TURKEY, Random Notes, 1926, G. A. Higlett, Harris Publications Limited

Section IV

In consequence of the carriage of letters by travel¬lers in large numbers, infringing the post office monopoly, and causing loss of postal revenue, the authorities created a special postal contraband service. These contraband letters were taxed at double rates of postage, and half of the fees collected thereon was supposed to be given to any informer. The Turkish word for contraband is Katchak, and this special organisation was known as the Katchak Post.


At first the tax was denoted by ordinary postage stamps affixed to the letters and obliterated with a hand-stamp showing the word Katchak in a double-lined rectangular frame, as illustrated (type I). I have an inland cover with this mark applied in black on a stamp of the 1869 issue. This first mark of the Katchak Post is very scarce.

Following the special obliterations above described, the postage on contraband letters was denoted by ordinary postage stamps, overprinted in advance with a special mark, consisting of the words Katchak Post and a number. There were four types of this mark, No. 1 in a circle, Nos. 2 and 3 in rectangles, and No. 4 in a triangle (these are types 2, 3, 4 and 5 in our illustrations.—Ed. "P.M.")

These number 1 to 4 denoted the different inspectors or divisions of the service, and served also for control purposes. The stamps were not supposed to receive any further obliteration after being affixed to the letters, but in used state they may be found showing parts of ordinary postal obliterations also.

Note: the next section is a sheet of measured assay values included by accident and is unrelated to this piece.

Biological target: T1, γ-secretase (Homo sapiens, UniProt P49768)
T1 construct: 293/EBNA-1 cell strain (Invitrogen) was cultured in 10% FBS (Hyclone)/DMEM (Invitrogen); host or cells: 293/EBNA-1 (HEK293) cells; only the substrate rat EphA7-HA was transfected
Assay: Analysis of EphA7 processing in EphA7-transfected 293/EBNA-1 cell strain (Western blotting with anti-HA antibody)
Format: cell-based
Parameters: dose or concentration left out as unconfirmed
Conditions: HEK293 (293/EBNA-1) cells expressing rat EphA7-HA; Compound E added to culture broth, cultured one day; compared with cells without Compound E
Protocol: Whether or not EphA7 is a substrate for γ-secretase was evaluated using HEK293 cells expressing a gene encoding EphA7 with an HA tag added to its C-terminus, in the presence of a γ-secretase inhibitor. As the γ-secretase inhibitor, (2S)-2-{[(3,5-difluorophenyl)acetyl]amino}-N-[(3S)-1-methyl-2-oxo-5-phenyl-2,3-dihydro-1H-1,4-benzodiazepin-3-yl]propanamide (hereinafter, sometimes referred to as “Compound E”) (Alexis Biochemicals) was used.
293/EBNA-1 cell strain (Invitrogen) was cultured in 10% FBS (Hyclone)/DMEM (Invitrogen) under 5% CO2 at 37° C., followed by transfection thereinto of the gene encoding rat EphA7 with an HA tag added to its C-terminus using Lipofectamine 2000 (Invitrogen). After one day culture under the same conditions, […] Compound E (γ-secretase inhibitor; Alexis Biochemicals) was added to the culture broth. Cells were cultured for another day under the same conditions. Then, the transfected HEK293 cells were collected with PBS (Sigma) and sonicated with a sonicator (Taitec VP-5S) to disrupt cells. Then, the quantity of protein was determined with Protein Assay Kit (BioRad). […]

These Katchak Post overprints may be found on the issues of 1869 to 1888. When the operations of this post ceased, there remained on hand large stocks of the 1876 to 1884 issues bearing the overprints, and these were sold off as remainders, in consequence of which they are common in unused condition, while genuinely used and showing parts of other genuine obliterations they are scarce.

There was a further special obliteration in use at a later date, consisting of the Turkish word, with its French equivalent of "Contrebande" beneath it, in a fancy rounded double-lined frame. I have this obliteration on the 1892 issue (illustration No. 6).

It will be seen that these stamps actually denote postage due, and they are therefore just as collectable as any postage due stamps, and collectors of Turkish stamps cannot well ignore them.